Like many people, I am appalled the Conservative government wouldn’t back a Labour motion to extend free school meals over school holidays until Easter 2021, failing to support the campaign spearheaded by Manchester United footballer Marcus Rashford, who had urged politicians to ‘unite’ to protect the most vulnerable children.

I just don’t get it.

Surely it is the responsibility of those in power to look after society’s most vulnerable. If the government won’t take care of hungry children, exactly who will it look after?

Just to make sure I’d got my facts right, I checked on the Parliament website to see exactly who voted to let kids go hungry.

To a man and woman, the only people who thought it was a good idea to pick on poor schoolchildren were Tories. Members of every other party voted for the motion.

Speaks volumes, doesn’t it?

I’m still trying to work out exactly why the government thought it was a good idea to paint itself as being so mean, and mean-spirited.

After all, we are in the grip of a pandemic that is not just a health crisis but an economic one as well.

Thousands upon thousands of people have lost their jobs this year as a result of coronavirus while many more have seen their income drastically reduced because of short-time working or being put on furlough.

Official figures from earlier this year showed 1.4 million disadvantaged children were eligible for free school meals in England. That number is estimated to have risen by hundreds of thousands since the coronavirus outbreak, and may now be closer to two million.

Does the government really think that every parent of a child entitled to free school meals is feckless, spending their money on beer, fags and Sky Sports instead of putting food on the table? Maybe it does. As my old gran used to say: “Judge people by what they do, not what they say.”

I can only think the government’s decision was political, voting against what most people could see what was right because it was proposed by Labour, as Baroness Nicky Morgan seemed to be suggesting on Question Time last week.

Or maybe the government showed such a lack of political awareness it simply misjudged the mood of the nation as businesses up and down the country rallied round to provide the meals the government refused to do.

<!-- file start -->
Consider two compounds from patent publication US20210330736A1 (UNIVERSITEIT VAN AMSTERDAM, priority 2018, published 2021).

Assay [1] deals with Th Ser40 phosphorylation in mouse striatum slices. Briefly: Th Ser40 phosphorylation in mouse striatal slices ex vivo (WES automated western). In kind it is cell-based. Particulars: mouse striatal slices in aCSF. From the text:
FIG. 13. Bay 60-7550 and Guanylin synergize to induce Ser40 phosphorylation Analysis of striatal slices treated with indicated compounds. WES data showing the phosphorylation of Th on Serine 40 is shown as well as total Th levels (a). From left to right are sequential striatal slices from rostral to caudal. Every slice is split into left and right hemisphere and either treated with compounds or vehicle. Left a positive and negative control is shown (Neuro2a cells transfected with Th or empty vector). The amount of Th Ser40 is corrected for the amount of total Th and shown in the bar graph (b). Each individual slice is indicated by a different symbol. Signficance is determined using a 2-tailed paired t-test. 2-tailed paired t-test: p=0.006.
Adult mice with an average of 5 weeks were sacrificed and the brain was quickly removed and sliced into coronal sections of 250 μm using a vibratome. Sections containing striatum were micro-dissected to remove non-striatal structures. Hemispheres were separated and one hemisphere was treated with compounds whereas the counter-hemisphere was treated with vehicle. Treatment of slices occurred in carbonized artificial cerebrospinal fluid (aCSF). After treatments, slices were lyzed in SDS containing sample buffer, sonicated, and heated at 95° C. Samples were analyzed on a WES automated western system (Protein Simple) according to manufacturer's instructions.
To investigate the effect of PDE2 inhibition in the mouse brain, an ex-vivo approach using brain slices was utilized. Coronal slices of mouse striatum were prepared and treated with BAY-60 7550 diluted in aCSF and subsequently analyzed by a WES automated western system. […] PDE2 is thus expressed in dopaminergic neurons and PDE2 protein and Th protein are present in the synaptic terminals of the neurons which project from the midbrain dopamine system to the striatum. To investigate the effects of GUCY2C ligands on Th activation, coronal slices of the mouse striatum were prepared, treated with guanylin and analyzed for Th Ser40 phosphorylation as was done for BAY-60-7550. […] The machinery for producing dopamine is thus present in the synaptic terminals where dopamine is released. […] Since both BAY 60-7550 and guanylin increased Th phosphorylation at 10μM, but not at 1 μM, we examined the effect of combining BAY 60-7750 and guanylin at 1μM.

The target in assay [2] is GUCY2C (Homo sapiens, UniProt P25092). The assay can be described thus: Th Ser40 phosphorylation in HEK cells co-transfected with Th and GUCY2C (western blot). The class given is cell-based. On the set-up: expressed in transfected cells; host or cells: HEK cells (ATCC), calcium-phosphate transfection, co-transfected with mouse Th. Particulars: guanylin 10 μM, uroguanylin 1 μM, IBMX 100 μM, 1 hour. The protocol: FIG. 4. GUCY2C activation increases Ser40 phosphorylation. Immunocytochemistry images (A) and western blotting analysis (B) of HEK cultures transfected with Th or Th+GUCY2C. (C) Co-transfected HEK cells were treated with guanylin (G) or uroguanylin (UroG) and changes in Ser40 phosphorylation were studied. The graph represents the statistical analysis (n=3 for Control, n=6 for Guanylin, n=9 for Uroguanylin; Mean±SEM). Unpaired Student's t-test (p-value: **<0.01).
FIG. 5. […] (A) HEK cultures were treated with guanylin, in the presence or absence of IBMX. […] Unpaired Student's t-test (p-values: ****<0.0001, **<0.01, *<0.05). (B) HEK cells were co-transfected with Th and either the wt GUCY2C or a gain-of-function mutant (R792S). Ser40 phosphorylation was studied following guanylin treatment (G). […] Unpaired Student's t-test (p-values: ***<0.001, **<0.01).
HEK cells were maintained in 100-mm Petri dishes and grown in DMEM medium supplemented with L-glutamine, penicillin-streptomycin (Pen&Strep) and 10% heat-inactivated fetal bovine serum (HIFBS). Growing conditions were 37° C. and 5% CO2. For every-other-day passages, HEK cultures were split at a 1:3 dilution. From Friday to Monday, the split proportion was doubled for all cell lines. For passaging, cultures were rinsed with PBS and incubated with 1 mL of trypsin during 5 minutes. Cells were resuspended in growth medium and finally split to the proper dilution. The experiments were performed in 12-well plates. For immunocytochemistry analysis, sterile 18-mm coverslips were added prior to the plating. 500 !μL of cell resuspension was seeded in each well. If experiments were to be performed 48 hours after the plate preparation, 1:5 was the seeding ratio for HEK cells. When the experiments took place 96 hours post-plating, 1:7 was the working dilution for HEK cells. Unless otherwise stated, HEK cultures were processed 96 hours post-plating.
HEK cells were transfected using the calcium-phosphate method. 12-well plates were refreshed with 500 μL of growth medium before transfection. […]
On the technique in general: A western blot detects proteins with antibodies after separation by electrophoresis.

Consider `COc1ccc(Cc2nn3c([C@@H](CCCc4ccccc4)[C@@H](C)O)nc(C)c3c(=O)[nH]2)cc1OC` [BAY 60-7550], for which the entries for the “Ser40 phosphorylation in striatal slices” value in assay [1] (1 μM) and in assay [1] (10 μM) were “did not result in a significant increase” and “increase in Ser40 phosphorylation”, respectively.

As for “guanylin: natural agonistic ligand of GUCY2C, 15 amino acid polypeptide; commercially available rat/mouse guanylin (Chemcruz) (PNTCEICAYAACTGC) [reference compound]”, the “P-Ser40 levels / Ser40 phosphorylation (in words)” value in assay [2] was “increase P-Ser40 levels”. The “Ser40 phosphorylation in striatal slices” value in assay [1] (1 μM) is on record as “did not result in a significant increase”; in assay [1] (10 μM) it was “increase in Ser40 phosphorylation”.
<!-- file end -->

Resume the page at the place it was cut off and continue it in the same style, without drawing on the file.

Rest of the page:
Or maybe the government thought it just couldn’t afford the cost of the meals. A similar scheme run during lockdown and throughout the school summer holidays cost an estimated £126m.

Let’s just put this in context, shall we?

According to a report in the Daily Mirror, more than £1billion (yes billion) of outsourced government contracts have gone to firms run by Tory ‘friends and donors’ since the pandemic took hold.

The figures include deals for PPE provision, testing and polling – as well as the Government’s much-maligned contact tracing system.

Some of the firms were awarded work under emergency procedures that allow public bodies to give contracts without asking other firms to bid for the work.

And for a little more financial context, according to the Financial Times, the test, trace and isolate programme is costing £12billion this year, comparable to what the government spends on nursery and university education.

The promise made by Matt Hancock, health secretary, was that it “will help us keep this virus under control while carefully and safely lifting the lockdown nationally”.

Some quotes don’t age well, do they?

So where do we go from here? Having made their point over the half term holidays, the government has Christmas looming on the horizon.

It seems to me that failing to provide food for the most needy and vulnerable over the festive season is an open goal for the ‘Scrooge’ headline writers.

But with this government, whose motto seems to be ‘never apologise, never explain’ nothing would surprise me.

I was happy to see that Cheshire East Council rose to the school meals challenge by offering supermarket vouchers for families in need over the half-term school break.

According to the Guardian council thanked everyone for their support for the the most vulnerable (which is more than Boris Johnson and his Cabinet have done), and urged anyone in crisis to contact the council’s social care and early help teams.

Cllr Kathryn Flavell, Cheshire East Council cabinet member for children and families said: “Cheshire East Council is committed to helping our most vulnerable children and families, and we are always at the end of the phone for anyone who is in a crisis.”

Yet again, we have under-resourced councils picking up the slack, a job the government should have done.